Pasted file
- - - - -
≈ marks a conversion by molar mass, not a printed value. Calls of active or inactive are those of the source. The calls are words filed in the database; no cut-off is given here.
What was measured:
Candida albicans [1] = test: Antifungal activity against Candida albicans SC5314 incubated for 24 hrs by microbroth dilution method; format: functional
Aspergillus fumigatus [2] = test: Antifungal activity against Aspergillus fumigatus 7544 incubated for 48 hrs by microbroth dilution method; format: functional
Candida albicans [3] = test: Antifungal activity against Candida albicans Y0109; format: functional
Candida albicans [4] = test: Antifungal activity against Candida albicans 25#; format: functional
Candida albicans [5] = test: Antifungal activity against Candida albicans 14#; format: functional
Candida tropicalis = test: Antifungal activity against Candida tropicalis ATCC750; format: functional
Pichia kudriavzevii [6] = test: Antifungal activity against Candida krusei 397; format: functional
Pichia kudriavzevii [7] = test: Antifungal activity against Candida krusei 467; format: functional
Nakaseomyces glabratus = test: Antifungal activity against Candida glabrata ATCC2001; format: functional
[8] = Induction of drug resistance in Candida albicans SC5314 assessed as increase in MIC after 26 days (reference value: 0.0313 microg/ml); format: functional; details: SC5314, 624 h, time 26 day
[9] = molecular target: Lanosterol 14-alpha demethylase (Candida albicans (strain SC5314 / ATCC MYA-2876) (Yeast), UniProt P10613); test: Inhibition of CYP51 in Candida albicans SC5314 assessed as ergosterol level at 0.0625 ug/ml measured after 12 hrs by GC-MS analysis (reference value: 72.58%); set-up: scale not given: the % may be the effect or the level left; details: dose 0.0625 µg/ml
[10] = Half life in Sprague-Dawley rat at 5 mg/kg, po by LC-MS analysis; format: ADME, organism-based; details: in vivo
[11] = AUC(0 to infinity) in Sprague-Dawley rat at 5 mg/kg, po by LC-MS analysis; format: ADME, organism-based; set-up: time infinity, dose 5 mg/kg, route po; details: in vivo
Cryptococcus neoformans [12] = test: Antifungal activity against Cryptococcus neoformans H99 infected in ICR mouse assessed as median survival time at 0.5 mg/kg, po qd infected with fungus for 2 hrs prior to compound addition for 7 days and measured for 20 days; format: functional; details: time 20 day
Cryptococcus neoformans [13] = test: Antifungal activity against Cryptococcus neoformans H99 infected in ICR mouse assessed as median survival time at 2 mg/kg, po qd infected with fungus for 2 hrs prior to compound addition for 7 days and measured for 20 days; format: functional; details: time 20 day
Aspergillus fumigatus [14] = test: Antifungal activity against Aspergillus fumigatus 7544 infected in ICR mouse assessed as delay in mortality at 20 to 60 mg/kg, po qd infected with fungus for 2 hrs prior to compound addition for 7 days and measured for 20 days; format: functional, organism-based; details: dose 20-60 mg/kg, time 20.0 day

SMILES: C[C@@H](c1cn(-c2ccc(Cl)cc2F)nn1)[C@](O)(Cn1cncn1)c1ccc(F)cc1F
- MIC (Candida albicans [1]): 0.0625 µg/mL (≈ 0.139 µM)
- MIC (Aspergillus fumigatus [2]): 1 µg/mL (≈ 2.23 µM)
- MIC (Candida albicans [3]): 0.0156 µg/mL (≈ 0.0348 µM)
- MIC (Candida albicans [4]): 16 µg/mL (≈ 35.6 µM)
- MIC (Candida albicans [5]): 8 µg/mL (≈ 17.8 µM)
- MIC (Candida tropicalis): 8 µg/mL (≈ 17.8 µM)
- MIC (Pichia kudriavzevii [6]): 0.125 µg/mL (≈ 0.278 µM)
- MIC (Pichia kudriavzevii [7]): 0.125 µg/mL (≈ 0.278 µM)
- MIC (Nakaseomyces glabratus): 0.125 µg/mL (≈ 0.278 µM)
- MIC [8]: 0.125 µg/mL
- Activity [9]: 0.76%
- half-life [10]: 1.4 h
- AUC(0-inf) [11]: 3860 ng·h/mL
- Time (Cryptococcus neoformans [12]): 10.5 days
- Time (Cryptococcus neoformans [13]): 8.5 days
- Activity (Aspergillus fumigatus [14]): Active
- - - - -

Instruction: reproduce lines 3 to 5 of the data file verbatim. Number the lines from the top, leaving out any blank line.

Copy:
Candida albicans [1] = test: Antifungal activity against Candida albicans SC5314 incubated for 24 hrs by microbroth dilution method; format: functional
Aspergillus fumigatus [2] = test: Antifungal activity against Aspergillus fumigatus 7544 incubated for 48 hrs by microbroth dilution method; format: functional
Candida albicans [3] = test: Antifungal activity against Candida albicans Y0109; format: functional